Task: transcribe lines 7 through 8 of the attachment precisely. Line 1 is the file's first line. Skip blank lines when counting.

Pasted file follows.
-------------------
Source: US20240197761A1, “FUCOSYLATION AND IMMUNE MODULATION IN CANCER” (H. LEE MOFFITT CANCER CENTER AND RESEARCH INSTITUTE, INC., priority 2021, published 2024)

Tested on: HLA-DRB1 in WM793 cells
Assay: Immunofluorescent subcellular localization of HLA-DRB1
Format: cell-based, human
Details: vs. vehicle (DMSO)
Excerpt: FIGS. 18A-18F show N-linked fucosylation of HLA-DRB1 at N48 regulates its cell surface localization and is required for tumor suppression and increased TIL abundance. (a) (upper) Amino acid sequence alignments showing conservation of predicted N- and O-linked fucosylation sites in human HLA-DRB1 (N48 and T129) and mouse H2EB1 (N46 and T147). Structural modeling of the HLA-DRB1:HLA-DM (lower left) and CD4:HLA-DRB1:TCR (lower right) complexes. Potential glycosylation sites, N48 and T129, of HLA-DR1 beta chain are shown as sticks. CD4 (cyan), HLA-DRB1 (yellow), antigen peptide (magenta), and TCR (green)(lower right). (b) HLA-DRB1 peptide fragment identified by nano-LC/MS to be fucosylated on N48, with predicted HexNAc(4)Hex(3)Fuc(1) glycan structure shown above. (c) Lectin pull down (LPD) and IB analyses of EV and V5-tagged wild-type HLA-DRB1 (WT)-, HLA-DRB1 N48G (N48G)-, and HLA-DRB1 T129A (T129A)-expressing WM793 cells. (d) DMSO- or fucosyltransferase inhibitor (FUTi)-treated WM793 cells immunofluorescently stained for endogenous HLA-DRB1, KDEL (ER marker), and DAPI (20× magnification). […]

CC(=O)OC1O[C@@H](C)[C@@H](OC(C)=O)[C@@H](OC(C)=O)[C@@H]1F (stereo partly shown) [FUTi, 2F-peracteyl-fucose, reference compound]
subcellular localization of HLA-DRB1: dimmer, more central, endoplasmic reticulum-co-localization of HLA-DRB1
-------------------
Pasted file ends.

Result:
CC(=O)OC1O[C@@H](C)[C@@H](OC(C)=O)[C@@H](OC(C)=O)[C@@H]1F (stereo partly shown) [FUTi, 2F-peracteyl-fucose, reference compound]
subcellular localization of HLA-DRB1: dimmer, more central, endoplasmic reticulum-co-localization of HLA-DRB1